For Azure Stack system backup, an Infrastructure Backup Controller is used to create backups to a file share. You can take any backup product to protect that share. If rehydration is required, just give the data back to the Infrastructure Backup Controller, which will allow you to roll back Azure Stack to a known good state.
All data will be encrypted with BitLocker and Just Enough Administration (JEA) is used to only allow access to the right person at the right time for only the required actions. There will be Application Whitelisting: if something malicious turn up it will be refused.
Azure Stack is hardened by default and will provide all the details that are required for auditing so you can prove that you are well protected against breach. Microsoft has decided not to use Nano Server yet, but Server Core. The switch to Nano Server is expected in future builds, not necessarily the next or GA, although this is possible.
If your servers are not connected to the Internet, you’ll have to download updates and put them in a certain location so the Update RP can find them. If you are connected, updates are downloaded automatically.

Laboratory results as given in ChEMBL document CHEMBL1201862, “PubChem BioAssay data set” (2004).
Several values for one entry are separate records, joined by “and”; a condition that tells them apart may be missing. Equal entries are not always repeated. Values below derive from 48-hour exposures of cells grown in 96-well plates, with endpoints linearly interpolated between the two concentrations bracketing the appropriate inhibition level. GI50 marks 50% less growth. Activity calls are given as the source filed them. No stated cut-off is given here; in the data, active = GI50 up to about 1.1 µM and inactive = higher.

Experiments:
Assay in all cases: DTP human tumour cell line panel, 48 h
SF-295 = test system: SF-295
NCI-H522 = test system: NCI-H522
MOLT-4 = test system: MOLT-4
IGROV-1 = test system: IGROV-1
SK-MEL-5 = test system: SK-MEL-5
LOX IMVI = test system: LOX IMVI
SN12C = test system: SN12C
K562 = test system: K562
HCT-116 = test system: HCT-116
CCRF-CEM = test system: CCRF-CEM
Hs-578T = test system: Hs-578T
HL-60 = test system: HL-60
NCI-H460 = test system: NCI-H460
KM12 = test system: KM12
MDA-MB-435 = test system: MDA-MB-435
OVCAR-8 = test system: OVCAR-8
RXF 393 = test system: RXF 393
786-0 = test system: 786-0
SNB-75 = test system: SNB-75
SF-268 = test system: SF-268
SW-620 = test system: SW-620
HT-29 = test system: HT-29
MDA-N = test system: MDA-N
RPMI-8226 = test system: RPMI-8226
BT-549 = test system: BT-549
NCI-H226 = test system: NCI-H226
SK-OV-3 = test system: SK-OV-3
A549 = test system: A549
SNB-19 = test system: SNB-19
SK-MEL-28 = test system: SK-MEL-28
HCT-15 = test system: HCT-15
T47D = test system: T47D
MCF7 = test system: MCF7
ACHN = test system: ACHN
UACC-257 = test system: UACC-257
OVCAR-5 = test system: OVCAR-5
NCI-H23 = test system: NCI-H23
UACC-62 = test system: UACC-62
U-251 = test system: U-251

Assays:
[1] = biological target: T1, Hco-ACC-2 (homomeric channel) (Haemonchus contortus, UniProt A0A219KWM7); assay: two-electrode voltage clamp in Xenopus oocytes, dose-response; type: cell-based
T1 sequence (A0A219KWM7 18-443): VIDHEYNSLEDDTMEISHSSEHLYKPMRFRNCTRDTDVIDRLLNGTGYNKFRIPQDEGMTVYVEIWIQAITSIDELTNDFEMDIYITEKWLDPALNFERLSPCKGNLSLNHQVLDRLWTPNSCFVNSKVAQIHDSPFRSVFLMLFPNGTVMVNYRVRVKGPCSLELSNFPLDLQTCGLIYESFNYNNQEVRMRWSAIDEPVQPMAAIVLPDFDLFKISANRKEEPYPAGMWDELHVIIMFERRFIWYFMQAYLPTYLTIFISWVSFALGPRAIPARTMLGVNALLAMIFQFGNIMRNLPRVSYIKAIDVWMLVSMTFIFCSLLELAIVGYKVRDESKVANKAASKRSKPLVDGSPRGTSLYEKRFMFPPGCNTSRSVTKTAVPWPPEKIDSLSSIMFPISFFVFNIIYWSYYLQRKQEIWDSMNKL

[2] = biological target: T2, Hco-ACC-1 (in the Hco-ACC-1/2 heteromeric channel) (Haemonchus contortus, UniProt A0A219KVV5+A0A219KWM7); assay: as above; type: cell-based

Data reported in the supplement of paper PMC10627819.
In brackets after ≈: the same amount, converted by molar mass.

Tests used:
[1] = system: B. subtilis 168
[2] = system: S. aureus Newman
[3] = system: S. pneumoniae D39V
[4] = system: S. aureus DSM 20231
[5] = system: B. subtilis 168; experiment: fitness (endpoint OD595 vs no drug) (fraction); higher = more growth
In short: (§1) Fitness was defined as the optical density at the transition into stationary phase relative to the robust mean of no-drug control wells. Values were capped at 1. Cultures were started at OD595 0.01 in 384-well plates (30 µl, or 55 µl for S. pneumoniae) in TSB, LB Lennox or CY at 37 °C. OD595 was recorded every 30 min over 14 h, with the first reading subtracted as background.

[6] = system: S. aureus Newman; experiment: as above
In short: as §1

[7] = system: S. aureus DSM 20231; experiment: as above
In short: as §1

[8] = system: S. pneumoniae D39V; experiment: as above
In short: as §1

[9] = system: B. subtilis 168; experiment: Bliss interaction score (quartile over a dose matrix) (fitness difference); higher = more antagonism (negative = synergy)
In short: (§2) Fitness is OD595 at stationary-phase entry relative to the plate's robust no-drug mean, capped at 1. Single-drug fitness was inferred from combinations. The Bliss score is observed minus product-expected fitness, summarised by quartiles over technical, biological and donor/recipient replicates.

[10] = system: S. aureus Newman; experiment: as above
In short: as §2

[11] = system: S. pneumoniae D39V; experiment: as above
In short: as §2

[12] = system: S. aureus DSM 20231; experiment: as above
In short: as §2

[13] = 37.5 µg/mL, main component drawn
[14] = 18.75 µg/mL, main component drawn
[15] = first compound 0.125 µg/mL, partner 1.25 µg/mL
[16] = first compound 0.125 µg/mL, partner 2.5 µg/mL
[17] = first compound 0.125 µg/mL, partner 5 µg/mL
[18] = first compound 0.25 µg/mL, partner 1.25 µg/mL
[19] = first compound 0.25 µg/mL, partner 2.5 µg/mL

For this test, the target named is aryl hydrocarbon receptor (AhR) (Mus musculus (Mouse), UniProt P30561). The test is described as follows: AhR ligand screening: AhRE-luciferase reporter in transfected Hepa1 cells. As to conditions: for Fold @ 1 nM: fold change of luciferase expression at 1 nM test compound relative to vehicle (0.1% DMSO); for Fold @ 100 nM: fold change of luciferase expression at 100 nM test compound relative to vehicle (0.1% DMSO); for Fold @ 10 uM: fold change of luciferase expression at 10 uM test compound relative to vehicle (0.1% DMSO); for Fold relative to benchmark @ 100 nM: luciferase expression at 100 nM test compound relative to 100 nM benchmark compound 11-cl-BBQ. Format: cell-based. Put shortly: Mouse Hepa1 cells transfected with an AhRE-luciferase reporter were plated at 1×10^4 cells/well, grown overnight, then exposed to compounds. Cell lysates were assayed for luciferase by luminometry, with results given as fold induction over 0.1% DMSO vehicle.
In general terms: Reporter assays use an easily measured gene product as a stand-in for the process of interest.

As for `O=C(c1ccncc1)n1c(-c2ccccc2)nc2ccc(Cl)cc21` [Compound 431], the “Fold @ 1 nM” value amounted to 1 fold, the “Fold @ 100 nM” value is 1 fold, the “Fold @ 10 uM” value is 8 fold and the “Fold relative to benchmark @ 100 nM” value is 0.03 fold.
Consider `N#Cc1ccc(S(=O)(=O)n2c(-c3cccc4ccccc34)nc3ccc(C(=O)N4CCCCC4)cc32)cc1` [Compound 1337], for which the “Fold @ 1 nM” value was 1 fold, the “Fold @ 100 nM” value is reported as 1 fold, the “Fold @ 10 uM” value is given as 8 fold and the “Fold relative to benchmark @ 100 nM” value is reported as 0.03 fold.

The only thing that is not updated automatically is the physical switch, but there will be guidance for that. A switch update failure will not bring down Azure Stack if these guidelines are used.
There is a lot of software below the OS: Disk firmware, controller firmware, network firmware, BIOS/UEFI. It is not yet determined how these updates will be distributed, but one thing is clear: you’ll get one payload (from Microsoft or the hardware vendor).
During Ignite 2016, Azure Stack TP2 (single node) was released and we expect a third technical preview early 2017. The multi node version of Azure Stack has become available this September and is currently tested in a private preview. The public version will be generally available somewhere mid-CY17. GA of Azure Stack is coincident with GA of hardware.
- Azure Stack is delivered as pre-validated Integrated System
- Contains purpose built infrastructure management that integrates into your environment
- Start now to develop skills as Cloud Architect/Admin with TP2
Q: Hardware management?
A: Will be done without agents on the hypervisor host and works via the BMC controller. You will be able to use OMS
HP will integrate OpenView.
Q: Will multiple regions be supported at GA?
A: Too early to tell, still 9 months away. You will be able to use multiple clusters per region